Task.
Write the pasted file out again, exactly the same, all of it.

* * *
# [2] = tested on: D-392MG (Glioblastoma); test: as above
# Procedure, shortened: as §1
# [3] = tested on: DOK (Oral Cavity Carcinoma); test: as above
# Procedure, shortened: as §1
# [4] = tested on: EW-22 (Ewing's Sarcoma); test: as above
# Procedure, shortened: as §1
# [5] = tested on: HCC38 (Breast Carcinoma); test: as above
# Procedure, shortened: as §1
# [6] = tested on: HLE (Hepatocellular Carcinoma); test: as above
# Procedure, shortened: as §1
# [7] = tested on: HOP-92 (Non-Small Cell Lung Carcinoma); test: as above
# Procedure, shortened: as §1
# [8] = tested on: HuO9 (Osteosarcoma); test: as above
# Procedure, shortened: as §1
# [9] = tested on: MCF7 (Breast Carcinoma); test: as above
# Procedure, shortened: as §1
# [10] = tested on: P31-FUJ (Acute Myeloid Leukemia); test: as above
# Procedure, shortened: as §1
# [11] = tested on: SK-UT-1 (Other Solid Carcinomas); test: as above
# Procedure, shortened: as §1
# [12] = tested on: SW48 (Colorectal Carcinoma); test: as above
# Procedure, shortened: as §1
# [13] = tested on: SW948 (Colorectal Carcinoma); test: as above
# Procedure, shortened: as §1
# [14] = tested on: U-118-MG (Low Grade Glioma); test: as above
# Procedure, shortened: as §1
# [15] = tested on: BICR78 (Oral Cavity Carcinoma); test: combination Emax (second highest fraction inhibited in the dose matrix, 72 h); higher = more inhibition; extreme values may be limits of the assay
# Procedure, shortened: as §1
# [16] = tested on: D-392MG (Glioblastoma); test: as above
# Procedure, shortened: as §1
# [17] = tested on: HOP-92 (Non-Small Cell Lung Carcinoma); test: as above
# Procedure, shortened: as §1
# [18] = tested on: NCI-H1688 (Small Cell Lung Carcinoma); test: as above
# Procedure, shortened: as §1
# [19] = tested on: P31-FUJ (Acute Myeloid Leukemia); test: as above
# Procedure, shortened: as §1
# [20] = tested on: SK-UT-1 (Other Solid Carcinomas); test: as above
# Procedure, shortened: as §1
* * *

# [2] = tested on: D-392MG (Glioblastoma); test: as above
# Procedure, shortened: as §1
# [3] = tested on: DOK (Oral Cavity Carcinoma); test: as above
# Procedure, shortened: as §1
# [4] = tested on: EW-22 (Ewing's Sarcoma); test: as above
# Procedure, shortened: as §1
# [5] = tested on: HCC38 (Breast Carcinoma); test: as above
# Procedure, shortened: as §1
# [6] = tested on: HLE (Hepatocellular Carcinoma); test: as above
# Procedure, shortened: as §1
# [7] = tested on: HOP-92 (Non-Small Cell Lung Carcinoma); test: as above
# Procedure, shortened: as §1
# [8] = tested on: HuO9 (Osteosarcoma); test: as above
# Procedure, shortened: as §1
# [9] = tested on: MCF7 (Breast Carcinoma); test: as above
# Procedure, shortened: as §1
# [10] = tested on: P31-FUJ (Acute Myeloid Leukemia); test: as above
# Procedure, shortened: as §1
# [11] = tested on: SK-UT-1 (Other Solid Carcinomas); test: as above
# Procedure, shortened: as §1
# [12] = tested on: SW48 (Colorectal Carcinoma); test: as above
# Procedure, shortened: as §1
# [13] = tested on: SW948 (Colorectal Carcinoma); test: as above
# Procedure, shortened: as §1
# [14] = tested on: U-118-MG (Low Grade Glioma); test: as above
# Procedure, shortened: as §1
# [15] = tested on: BICR78 (Oral Cavity Carcinoma); test: combination Emax (second highest fraction inhibited in the dose matrix, 72 h); higher = more inhibition; extreme values may be limits of the assay
# Procedure, shortened: as §1
# [16] = tested on: D-392MG (Glioblastoma); test: as above
# Procedure, shortened: as §1
# [17] = tested on: HOP-92 (Non-Small Cell Lung Carcinoma); test: as above
# Procedure, shortened: as §1
# [18] = tested on: NCI-H1688 (Small Cell Lung Carcinoma); test: as above
# Procedure, shortened: as §1
# [19] = tested on: P31-FUJ (Acute Myeloid Leukemia); test: as above
# Procedure, shortened: as §1
# [20] = tested on: SK-UT-1 (Other Solid Carcinomas); test: as above
# Procedure, shortened: as §1